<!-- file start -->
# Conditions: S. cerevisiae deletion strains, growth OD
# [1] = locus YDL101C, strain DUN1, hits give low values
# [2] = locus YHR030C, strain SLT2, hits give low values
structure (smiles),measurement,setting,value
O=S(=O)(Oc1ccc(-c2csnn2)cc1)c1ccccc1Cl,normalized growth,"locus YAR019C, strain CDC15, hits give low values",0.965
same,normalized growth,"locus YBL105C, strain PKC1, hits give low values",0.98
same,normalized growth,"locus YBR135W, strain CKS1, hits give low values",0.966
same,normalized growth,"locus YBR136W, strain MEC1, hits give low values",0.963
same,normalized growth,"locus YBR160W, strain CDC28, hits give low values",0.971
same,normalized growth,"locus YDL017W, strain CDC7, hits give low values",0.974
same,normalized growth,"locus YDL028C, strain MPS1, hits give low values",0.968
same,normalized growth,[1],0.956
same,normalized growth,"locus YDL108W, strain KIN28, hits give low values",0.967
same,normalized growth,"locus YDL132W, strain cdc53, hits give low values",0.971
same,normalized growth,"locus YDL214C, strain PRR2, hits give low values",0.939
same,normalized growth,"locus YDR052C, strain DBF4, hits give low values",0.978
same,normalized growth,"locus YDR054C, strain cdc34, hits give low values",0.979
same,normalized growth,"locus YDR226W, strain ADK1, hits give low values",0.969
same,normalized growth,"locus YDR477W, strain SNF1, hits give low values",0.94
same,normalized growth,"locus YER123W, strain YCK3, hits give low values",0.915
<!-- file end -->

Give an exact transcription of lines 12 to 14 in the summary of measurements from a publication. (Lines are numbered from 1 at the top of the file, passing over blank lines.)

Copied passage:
same,normalized growth,[1],0.956
same,normalized growth,"locus YDL108W, strain KIN28, hits give low values",0.967
same,normalized growth,"locus YDL132W, strain cdc53, hits give low values",0.971